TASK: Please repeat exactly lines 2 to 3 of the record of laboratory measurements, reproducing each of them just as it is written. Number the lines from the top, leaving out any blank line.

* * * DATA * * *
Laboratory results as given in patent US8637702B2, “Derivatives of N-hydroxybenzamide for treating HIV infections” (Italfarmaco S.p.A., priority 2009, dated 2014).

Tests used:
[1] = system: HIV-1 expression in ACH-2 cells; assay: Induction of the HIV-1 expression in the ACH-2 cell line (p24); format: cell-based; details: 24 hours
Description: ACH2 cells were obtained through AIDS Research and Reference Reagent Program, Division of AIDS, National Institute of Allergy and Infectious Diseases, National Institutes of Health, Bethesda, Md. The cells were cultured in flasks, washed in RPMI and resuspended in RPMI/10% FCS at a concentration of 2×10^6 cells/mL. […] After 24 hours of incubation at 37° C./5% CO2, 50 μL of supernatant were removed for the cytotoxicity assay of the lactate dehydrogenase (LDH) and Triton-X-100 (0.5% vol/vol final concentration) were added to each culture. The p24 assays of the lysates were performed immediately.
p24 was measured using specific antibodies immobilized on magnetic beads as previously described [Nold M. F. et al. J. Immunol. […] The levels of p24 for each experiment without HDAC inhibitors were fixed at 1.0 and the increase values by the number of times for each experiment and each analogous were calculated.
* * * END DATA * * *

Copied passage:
Tests used:
[1] = system: HIV-1 expression in ACH-2 cells; assay: Induction of the HIV-1 expression in the ACH-2 cell line (p24); format: cell-based; details: 24 hours